You have no items in your cart. Want to get some nice things?Go shopping
“’Fuck me like you’re a child,’ said Keith, back from holiday and fucking her in a way that reminded her of an animal in a veterinary collar – as if she were something to be shaken off, a constraint of which he needed to reverse. “Fuck me like you’re scared of me.’”
Where to start? Bovine Idiopathic Entrancement, psychiatric wards, Twitter celebrities, unfulfilling sex, fulfilling loneliness, hesitant love, sharply honed humour, breath-taking assuredness, Idiopathy has it all. It is, of course, a satire but also deeply humane and, in Katherine, Sam Byers has created one of the most memorable characters in British fiction for some time.
The plot is simple and elegant: three old friends, Katherine, Daniel and Nathan, decide to stage a reunion a year or so after they last saw each other. The precise nature of why their friendship ended adds an interesting level of intrigue, as does the way Byers expertly teases out the grotesque and the hysterical in his premise. The three main characters often lose themselves in their own heads, and the deeper they tumble down their own private rabbit-holes, the stronger the novel becomes. Quite simply, solipsism has never been so damn funny.
“If it is possible to miss someone,” Daniel muses near the beginning of the novel, “while simultaneously hoping you never have to see them again, then this is how Daniel felt about Katherine.”
Set in and around Norwich, the modern English world is rendered hilariously disconnected – people exist, like separate atoms within a circuit, to bounce off of each other and collide but never come together. And where better to set a novel about conflictions and cattle than Norfolk? In a world where relationships and being perceived to be in a relationship is tantamount, Byers presents us with three brilliant characters who, despite themselves, just can’t do it. Katherine has resound herself to arbitrary sex, Daniel has trapped himself into a coupling he’s not sure he’s all for, and Nathan, well. Nathan is the true heart of the novel, and his story is best left experienced. Whilst Idiopathy is, firstly, a hilarious book, Byers still manages to generate a fair amount of pathos.
“Without fear, she thought, without drama, there was only the grey blankness of late-middle-age relationships, where, as far as she could make out, concepts like love and passion were replaced by what she saw as the wretched terminology of co-dependent ennui.”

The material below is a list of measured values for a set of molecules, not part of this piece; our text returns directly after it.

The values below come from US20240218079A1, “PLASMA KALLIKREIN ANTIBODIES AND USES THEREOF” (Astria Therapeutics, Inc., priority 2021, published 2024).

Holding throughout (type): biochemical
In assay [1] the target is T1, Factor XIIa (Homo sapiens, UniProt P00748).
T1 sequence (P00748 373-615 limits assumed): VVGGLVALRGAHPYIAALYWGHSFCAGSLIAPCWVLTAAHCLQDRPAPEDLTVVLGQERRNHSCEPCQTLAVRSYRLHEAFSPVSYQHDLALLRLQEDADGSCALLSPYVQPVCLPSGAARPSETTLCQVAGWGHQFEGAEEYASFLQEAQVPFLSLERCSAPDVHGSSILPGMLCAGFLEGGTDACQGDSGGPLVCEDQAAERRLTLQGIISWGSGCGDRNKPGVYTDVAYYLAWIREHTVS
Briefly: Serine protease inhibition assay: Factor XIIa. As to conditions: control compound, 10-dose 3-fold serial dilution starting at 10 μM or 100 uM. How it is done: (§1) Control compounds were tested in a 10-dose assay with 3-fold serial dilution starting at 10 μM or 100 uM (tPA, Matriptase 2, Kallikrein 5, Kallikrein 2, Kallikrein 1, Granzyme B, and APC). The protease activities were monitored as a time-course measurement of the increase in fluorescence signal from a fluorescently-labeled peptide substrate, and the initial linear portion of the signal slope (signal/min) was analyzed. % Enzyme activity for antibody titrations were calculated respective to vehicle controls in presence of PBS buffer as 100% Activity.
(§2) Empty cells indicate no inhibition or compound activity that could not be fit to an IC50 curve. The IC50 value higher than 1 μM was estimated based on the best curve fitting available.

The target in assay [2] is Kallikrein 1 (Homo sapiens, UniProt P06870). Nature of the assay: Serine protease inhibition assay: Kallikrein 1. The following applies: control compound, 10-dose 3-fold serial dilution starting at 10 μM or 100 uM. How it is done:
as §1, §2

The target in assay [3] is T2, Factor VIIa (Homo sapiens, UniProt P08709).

The proliferation of connectivity tools that web our characters together – Twitter, mobile phones, language etc – only serves to reconfirm their isolation. Byers undermines anything and everything that humans use to connect, rendering them as useful to us as a set of stairs for a cow trapped on the second floor. “I’M TELLING YOU HOW I FEEL,” Daniel says to Katherine. “AND YOU HAVE TO LISTEN.”
And it’s not just the humans. The amusing sub-plot of Bovine Idiopathic Entrancement, a disease spreading through cows which literally makes them anti-social, fleshes out the world nicely. Whilst this strand, in lesser hands, could have come off as too obvious, Byers cleverly places it behind the action, and we only catch passing glimpses of the growing pandemic:
“Any indication that a cow might be staring excessively, ceasing to move, desisting from common bovine behaviours such as cud-chewing and tail-flicking, or indeed simply standing alone for any period of time needs to be reported immediately.”
Love and loneliness, like a disease, are things that can transcend isolated bodies and connect two separate parties beyond the void. As much as Katherine, Daniel and Nathan feel alone, they are united by it. As much as they want to escape each other, they are drawn back together. This is mimicked in the prose, which is at turns terse and sharp and sprawling and circular, reminiscent of David Foster Wallace at his most entrancing.
Idiopathy is a very British novel, written by an insider-outsider with a keen eye and daggered tongue, and, if your reading experience doesn’t end with a distinct sense of having lost some quite wonderful company, then, please, check your pulse.
“No, no, [Katherine] thought. Better the sense of odds, of struggle; the ongoing and repeated relief of trauma endured and survived. Without it, there was only the security of the unimaginative: an unspokenly dwindling sex life; roiling resentment; his-and-hers facial hair.”